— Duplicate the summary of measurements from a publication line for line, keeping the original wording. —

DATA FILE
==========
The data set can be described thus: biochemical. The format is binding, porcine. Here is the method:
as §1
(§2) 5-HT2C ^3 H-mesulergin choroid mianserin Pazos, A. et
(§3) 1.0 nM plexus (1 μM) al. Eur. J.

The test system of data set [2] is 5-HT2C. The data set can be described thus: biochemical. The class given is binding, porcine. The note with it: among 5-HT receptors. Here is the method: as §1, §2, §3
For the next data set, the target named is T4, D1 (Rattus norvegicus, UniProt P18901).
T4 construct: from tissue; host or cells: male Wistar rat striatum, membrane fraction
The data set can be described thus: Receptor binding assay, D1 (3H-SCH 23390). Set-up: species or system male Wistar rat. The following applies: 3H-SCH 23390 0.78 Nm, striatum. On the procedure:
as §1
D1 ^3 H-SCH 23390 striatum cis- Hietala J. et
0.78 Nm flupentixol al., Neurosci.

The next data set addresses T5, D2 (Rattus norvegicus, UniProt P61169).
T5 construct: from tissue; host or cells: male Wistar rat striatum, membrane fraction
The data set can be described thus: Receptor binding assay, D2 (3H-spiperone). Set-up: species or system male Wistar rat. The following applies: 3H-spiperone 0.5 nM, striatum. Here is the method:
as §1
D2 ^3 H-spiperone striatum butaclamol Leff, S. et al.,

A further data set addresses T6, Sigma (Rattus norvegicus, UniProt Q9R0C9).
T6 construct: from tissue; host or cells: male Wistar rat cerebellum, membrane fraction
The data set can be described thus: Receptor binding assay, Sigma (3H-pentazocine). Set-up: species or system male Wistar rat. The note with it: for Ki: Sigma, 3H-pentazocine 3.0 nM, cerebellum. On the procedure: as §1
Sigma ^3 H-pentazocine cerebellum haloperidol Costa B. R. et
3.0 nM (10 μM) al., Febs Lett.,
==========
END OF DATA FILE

The data set can be described thus: biochemical. The format is binding, porcine. Here is the method:
as §1
(§2) 5-HT2C ^3 H-mesulergin choroid mianserin Pazos, A. et
(§3) 1.0 nM plexus (1 μM) al. Eur. J.

The test system of data set [2] is 5-HT2C. The data set can be described thus: biochemical. The class given is binding, porcine. The note with it: among 5-HT receptors. Here is the method: as §1, §2, §3
For the next data set, the target named is T4, D1 (Rattus norvegicus, UniProt P18901).
T4 construct: from tissue; host or cells: male Wistar rat striatum, membrane fraction
The data set can be described thus: Receptor binding assay, D1 (3H-SCH 23390). Set-up: species or system male Wistar rat. The following applies: 3H-SCH 23390 0.78 Nm, striatum. On the procedure:
as §1
D1 ^3 H-SCH 23390 striatum cis- Hietala J. et
0.78 Nm flupentixol al., Neurosci.

The next data set addresses T5, D2 (Rattus norvegicus, UniProt P61169).
T5 construct: from tissue; host or cells: male Wistar rat striatum, membrane fraction
The data set can be described thus: Receptor binding assay, D2 (3H-spiperone). Set-up: species or system male Wistar rat. The following applies: 3H-spiperone 0.5 nM, striatum. Here is the method:
as §1
D2 ^3 H-spiperone striatum butaclamol Leff, S. et al.,

A further data set addresses T6, Sigma (Rattus norvegicus, UniProt Q9R0C9).
T6 construct: from tissue; host or cells: male Wistar rat cerebellum, membrane fraction
The data set can be described thus: Receptor binding assay, Sigma (3H-pentazocine). Set-up: species or system male Wistar rat. The note with it: for Ki: Sigma, 3H-pentazocine 3.0 nM, cerebellum. On the procedure: as §1
Sigma ^3 H-pentazocine cerebellum haloperidol Costa B. R. et
3.0 nM (10 μM) al., Febs Lett.,